|Rehab Clinician (OT/PT)|
OBJECTIVE: This double-blind randomized controlled trial aimed to test the efficacy of self-administered acupressure for pain and physical function improvement for older adults with knee osteoarthritis (OA).
METHODS: Participants were community-dwelling adults with symptomatic knee OA (n = 150, mean age 73 years), randomized to 1 of 3 groups: verum acupressure, sham acupressure, or usual care. Participants in the verum and sham groups, but not those in the usual care group, were taught to self-apply acupressure once daily, 5 days/week for 8 weeks. Assessments were collected during center visits at baseline, and at 4 and 8 weeks. In addition, pain level was assessed weekly by phone using a numeric rating scale (NRS). Outcomes included the Western Ontario and McMaster Universities Osteoarthritis Index (WOMAC) pain subscale (primary), and subjective and objective physical function measures and the NRS and physical function measures (secondary). Linear mixed regression analysis was conducted to test between-group differences in mean changes from baseline for the outcomes at 8 weeks.
RESULTS: Compared with usual care, both verum and sham acupressure participants experienced significant improvements in WOMAC pain (mean difference -1.27 units [95% confidence interval (95% CI) -1.95, -0.58] and -1.24 units [95% CI -1.92, -0.55], respectively), NRS pain (-0.74 units [95% CI -1.24, -0.24] and -0.51 units [95% CI -1.01, -0.01], respectively), and WOMAC function (-4.83 units [95% CI -6.99, -2.67] and -4.21 units [95% CI -6.37, -2.04], respectively) at 8 weeks. There were no significant differences between the verum and sham acupressure groups on any of the outcomes.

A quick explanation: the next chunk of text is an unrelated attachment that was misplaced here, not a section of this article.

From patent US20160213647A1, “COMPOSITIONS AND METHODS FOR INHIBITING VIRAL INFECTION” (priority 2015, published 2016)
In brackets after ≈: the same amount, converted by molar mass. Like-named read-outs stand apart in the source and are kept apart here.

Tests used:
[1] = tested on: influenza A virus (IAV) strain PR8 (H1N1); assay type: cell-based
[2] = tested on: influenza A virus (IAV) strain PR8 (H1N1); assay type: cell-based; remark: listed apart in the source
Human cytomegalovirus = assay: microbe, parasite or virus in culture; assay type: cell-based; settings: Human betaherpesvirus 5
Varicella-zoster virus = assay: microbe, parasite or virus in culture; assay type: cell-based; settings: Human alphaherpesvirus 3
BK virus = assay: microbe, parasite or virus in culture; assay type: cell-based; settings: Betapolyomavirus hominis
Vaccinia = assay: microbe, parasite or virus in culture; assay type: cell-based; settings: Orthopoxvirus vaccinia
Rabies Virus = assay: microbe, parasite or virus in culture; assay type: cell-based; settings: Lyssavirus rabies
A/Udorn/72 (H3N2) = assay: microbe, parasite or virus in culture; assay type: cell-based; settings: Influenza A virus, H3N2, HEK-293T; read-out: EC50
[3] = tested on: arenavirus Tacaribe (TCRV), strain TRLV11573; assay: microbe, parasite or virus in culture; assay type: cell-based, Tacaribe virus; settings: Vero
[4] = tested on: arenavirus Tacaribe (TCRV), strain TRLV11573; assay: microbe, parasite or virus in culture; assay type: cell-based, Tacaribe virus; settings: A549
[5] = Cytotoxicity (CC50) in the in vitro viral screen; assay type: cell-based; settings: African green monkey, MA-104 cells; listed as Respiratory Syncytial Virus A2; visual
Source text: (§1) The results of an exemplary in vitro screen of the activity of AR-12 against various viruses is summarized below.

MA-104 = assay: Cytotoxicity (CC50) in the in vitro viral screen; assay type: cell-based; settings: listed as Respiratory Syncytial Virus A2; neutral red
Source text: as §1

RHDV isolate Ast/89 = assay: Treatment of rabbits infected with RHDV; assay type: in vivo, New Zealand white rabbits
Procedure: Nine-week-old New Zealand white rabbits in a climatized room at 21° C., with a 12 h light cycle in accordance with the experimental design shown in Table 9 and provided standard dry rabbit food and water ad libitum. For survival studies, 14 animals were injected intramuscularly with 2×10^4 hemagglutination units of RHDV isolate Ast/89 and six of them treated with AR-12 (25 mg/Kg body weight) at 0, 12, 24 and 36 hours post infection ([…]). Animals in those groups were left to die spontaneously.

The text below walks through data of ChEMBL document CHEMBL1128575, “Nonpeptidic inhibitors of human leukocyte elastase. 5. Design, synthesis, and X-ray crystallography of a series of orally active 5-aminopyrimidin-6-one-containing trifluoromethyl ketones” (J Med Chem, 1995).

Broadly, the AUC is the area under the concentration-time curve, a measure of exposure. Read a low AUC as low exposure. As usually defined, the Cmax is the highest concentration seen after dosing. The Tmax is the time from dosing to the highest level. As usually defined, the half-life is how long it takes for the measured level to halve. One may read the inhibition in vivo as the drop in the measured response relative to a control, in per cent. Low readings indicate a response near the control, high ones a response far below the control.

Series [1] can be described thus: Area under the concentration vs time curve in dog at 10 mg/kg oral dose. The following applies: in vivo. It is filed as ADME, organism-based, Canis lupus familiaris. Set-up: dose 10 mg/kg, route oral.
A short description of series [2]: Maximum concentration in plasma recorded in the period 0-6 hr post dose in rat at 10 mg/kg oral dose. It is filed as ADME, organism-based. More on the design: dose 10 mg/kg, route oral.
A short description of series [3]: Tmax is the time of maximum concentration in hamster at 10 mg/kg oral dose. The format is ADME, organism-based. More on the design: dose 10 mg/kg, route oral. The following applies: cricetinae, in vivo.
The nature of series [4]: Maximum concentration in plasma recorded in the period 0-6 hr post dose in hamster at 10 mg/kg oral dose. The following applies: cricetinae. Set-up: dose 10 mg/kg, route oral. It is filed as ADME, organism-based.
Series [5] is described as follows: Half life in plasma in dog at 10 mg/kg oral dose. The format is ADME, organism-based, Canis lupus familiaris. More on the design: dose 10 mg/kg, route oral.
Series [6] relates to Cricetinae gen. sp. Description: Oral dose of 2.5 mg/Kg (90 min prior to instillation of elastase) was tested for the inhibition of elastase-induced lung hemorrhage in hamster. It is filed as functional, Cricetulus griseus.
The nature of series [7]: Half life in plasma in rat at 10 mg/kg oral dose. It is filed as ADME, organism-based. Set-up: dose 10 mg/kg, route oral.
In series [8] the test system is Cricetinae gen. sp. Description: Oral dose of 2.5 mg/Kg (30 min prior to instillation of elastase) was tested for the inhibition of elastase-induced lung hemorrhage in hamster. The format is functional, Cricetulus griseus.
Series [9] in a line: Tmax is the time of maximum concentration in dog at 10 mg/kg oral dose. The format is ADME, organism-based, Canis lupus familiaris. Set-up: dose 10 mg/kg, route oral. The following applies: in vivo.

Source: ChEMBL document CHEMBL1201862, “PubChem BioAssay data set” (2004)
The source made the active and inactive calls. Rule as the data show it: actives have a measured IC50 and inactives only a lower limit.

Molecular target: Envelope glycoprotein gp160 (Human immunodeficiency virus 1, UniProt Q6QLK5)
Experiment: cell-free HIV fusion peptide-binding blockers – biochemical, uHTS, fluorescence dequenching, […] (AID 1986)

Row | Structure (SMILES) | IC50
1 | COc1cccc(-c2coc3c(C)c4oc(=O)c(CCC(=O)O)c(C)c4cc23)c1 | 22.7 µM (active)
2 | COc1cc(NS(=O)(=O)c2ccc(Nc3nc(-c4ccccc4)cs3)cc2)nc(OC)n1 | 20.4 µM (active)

CONCLUSION: Self-administered acupressure is superior to usual care in pain and physical function improvement for older adults with knee OA. The reason for the benefits is unclear, and the placebo effect may play a role.
I'm surprised to find such an article in Arthritis Care & Research. The conclusion should be anything that seems more careful than usual is perceived as better than usual.
Acupressure and placebo acupressure were equivalent, so the premise of acupressure benefit for osteoarthritis is unsupported!
This study shows a clinically significant improvement both with acupressure and sham acupressure in OA knee pain in elderly. There was an improvement seen in all three groups that in my opinion can be explained by a regression to the mean phenomenon, as can be expected during 8 weeks. There was no clinically relevant improvement in the objective measures. It remains likely that a placebo effect is the major explanation for the pain improvement. In my opinion, this study does not prove that the acupressure itself would be better than any other good placebo treatment. The conclusion in the abstract is misleading.
This was a carefully developed and analysed double blind comparison of self-administered acupressure, self-administered sham acupressure, and usual care for older adults with symptomatic OA. More than 50% in all groups had meaningful reduction in pain and all groups had modest improvement in gait speed and comfortable walking speed. There was no difference between real acupressure and sham acupressure but the sites were not chosen specifically for knee OA, but rather had been successful in reducing pain in a group of breast cancer patients. The best conclusions appear to be that participation in a study is beneficial and specific intervention with potential to help appears better than no intervention.